Chartered Accountants Australia and New Zealand (CA-ANZ) has stressed that by implementing the Taxation (Neutralising Base Erosion and Profit Shifting) Bill in its current form, the New Zealand Government would be “going further than most other OECD countries.”
The Bill was introduced in the Parliament in December last year. It includes measures to prevent multinationals from using artificially high interest rates on loans from related parties to shift profits out of New Zealand; and to prevent hybrid mismatch arrangements that exploit differences between countries’ tax rules to achieve an advantageous tax position.
In its submissions to the Finance and Expenditure Committee, CA-ANZ said that the Bill includes many examples of overreach, lacks coherence, and is out of proportion relative to the problem being addressed.
CA-ANZ noted that the proposals to link debt pricing to the ultimate parent company’s credit rating are “unprincipled, have significant overreach, and should not proceed.”
According to CA-ANZ, the proposed legislation to address hybrid and branch mismatches will result in increased complexity and uncertainty, and cost of capital. It explained: “Most OECD countries need additional rules to address hybrids because they tax income on a territorial basis. New Zealand taxes income on a worldwide basis so does not need to undertake the same level of reform to achieve the same result. Overreach in the hybrids area will impact SMEs.”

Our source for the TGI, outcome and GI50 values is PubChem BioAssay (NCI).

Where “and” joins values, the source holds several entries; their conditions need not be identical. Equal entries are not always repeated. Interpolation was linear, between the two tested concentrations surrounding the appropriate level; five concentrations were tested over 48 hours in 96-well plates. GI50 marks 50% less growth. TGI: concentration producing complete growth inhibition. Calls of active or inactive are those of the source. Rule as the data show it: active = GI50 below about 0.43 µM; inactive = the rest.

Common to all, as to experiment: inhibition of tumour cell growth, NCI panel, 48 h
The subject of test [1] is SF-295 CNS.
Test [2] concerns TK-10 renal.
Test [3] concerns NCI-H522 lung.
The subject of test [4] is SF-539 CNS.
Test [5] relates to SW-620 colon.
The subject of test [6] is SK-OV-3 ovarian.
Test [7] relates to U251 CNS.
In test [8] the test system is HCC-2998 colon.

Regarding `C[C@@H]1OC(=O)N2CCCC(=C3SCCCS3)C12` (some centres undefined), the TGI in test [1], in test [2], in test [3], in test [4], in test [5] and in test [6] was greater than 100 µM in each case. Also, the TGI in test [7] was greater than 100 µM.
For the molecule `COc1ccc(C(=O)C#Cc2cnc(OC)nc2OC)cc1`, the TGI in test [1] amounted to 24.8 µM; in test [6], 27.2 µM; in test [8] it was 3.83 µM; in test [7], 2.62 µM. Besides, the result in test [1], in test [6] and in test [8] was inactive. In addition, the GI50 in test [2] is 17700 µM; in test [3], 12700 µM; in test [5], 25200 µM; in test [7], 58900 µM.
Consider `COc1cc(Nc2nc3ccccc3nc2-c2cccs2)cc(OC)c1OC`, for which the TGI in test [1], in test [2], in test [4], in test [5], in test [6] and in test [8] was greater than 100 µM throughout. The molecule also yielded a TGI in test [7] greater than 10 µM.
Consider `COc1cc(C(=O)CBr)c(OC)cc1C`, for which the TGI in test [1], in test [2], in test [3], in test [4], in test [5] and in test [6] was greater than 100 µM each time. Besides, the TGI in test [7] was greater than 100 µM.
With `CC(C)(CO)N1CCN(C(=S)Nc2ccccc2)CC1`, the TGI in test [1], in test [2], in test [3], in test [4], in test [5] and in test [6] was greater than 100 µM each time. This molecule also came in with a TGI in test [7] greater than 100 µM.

CA-ANZ recommended that the implementation of the proposals is phased or delayed in line with the country’s major trading partners/providers of foreign capital. “It is not in New Zealand’s interest to lead BEPS (and in particular hybrids) implementation,” it said.
CA-ANZ said: “It is not in New Zealand’s best interests to be an outlier from international norms in any international tax regime. We have past experience of this and if we continue down this path it is likely to manifest in problems in the future.”